Saturday, July 23, 2016
Is it a crepe? A wrap? A tortilla? You can call them anything you want and wrap them around whatever you’d like. The result is always the same: delicious.
Zucchini and thyme flavor these light but durable wrappers that can hold an array of savory fillings. In this version, a combination of fluffy scrambled eggs, lox, and chives make a winning breakfast crepe.
Other tasty fillings include sautéed mushrooms, grilled shrimp, bacon, and ground meat. Or, skip the fillings and stack up a few zucchini crepes on your plate, top with crème fraiche, and think of them as savory pancakes.
Servings: 4 6-inch crepes
Time in the Kitchen: 45 minutes
- 4 cups/950 ml grated zucchini (about 1 pound/453 g whole zucchini)
- 1 egg, whisked
- 2 teaspoons avocado oil or extra virgin olive oil (10 ml)
- 1 clove garlic clove, put through a garlic press or finely chopped
- 2 teaspoons fresh thyme leaves (10 ml)
- 1 tablespoon coconut flour (15 ml)
- 2 teaspoons tapioca flour (10 ml)
- 1/4 teaspoon kosher salt (a pinch)
- 3 grinds black pepper (a pinch)
Filling: Scrambled eggs, lox (or smoked salmon), chives
Preheat oven to 450 °F/232 °C. Cover a large sheet pan with parchment paper.
Wrap handfuls or grated zucchini in a thin towel and squeeze repeatedly to remove as much moisture as possible.
In a medium bowl, use a fork to mix together the egg, oil, garlic, thyme, coconut flour, tapioca flour, salt, and pepper. Mix until smooth, with no lumps.
In a large bowl, mix together the zucchini and the wet ingredients. Mix well, until completely combined.
Scoop 1/3 cup of the zucchini mixture onto the baking sheet. Use your fingers to press the zucchini into a circle 6 inches/152 mm wide. (The zucchini will be wet, and won’t appear to stick together well)
Repeat, making a total of 4 crepes evenly spaced out on the baking sheet until all the batter is used.
Bake 18 to 20 minutes, until nicely browned around the edges. Let sit until cool enough to touch, then carefully peel the crepes off the parchment paper. Fill the crepes with scrambled eggs, lox, and chives, or any filling of your liking.
Zucchini crepes taste best if eaten soon after they are made.
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You already know they’re good for you in all kinds of ways, but the latest research on fruits and vegetables has revealed some very surprising results. Apparently, eating more produce can actually increase your level of happiness over time. The newly released study, conducted at the University of Warwick, followed 12,000 people who kept food diaries and had their psychological well-being measured. What it found is that people got incrementally happier with every daily serving of fruit and vegetables they ate (up to eight portions a day). Why the connection between increased produce consumption and increased happiness? Researchers don’t know for sure, but one possible theory is that the abundance of antioxidants the fruits and vegetables provides leads to higher levels of carotenoids in the blood — and having higher levels of carotenoids has been linked to optimism.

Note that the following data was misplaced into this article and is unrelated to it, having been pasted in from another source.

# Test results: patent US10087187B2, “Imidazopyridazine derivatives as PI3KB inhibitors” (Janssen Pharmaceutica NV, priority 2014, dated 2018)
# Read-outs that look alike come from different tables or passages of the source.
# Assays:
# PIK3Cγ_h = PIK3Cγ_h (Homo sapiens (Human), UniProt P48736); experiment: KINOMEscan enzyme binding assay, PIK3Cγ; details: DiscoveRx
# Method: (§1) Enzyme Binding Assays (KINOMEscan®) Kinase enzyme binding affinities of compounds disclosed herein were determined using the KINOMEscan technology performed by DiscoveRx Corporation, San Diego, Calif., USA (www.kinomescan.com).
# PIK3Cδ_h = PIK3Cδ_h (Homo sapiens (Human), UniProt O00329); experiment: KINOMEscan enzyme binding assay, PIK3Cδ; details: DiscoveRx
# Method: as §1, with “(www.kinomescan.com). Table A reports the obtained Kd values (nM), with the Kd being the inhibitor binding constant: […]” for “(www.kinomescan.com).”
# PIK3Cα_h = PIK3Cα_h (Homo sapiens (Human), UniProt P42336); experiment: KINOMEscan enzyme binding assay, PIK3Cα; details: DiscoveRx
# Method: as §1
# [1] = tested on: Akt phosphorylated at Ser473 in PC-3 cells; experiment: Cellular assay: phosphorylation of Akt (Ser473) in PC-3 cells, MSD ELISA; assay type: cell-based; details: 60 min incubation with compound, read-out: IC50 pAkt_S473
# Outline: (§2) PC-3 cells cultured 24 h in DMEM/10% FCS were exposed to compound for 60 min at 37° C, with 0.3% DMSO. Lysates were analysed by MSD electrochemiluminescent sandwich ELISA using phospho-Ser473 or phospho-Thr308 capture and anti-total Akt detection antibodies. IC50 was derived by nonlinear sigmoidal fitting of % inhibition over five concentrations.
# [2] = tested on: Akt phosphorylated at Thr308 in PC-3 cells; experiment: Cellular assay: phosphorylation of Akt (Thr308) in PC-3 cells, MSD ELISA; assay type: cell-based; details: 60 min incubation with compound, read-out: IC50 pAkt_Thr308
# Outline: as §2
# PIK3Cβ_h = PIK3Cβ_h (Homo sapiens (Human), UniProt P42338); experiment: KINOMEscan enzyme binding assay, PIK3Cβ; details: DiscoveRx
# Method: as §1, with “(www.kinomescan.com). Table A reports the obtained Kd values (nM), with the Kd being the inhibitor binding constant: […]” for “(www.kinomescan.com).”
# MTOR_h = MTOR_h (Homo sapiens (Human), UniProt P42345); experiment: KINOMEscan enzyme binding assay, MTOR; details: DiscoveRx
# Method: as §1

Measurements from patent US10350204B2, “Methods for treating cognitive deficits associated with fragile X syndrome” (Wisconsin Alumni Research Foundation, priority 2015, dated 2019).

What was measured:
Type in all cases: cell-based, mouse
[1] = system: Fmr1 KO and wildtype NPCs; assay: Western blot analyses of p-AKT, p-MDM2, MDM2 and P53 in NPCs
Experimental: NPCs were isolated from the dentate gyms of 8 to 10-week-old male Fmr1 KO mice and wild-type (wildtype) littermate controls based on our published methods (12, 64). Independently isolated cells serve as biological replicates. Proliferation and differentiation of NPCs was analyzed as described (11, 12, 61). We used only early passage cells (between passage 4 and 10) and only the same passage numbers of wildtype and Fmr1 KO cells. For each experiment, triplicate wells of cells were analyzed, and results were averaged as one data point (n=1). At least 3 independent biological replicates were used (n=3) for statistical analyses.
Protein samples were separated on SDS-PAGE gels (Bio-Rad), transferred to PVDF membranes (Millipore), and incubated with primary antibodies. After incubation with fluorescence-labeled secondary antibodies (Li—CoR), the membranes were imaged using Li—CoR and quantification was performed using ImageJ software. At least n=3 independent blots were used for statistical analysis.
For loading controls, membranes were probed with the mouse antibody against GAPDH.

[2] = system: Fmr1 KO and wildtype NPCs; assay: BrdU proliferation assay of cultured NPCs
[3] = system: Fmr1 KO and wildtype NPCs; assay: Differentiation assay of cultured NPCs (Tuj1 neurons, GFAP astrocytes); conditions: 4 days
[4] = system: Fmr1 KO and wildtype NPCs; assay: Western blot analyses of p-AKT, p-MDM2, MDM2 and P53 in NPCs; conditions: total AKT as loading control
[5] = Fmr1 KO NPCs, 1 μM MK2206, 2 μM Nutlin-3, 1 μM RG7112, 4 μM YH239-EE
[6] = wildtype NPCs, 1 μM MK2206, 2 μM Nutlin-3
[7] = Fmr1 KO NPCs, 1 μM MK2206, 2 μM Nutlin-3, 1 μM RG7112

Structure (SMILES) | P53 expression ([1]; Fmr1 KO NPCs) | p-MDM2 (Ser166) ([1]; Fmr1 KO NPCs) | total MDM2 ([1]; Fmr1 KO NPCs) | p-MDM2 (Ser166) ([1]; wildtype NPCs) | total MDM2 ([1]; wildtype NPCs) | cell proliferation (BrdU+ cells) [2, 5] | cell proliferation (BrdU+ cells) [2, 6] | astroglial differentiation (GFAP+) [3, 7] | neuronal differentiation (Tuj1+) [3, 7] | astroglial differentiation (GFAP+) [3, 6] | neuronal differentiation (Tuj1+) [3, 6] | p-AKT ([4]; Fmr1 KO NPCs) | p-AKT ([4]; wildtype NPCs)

Since every serving counts when it comes to attaining fruit-and-veggie-induced bliss, here are some ways to painlessly sneak in extra servings throughout the day.
• Mix chopped veggies into your hummus or guacamole. Shredded carrots, diced tomatoes and julienned cucumber or zucchini blend in beautifully. Whether you eat it as a dip or a sandwich spread, you could add up to a full serving of veggies per serving of guac or hummus.
• Make your pizza dough out of minced cauliflower. Not only is it gluten-free, but it also makes your crust a rich source of vitamin C, vitamin K and other key nutrients.
• Break out the spiralizer. Replacing a bowl of pasta with a bowl of zoodles (spiralized zucchini noodles) can add at least one additional serving of vegetables to your meal.
• Don’t forget about fruit: Adding it to savory dishes can add interesting flavor and texture — not to mention numerous extra nutrients. Add apple or pear slices to your green salad, apple chunks to your chicken salad, grapes to your tuna.
• Eat your garnish. That sprig of basil or parsley isn’t a full serving, but it’s worth remembering that every little bit counts. If you routinely eat your garnishes, as well as things like lettuce and tomato that come on the plate with your burger, it will add up to a happiness-increasing helping.
Sally Wadyka is a Boulder, Colorado-based journalist who writes about nutrition, health and wellness.
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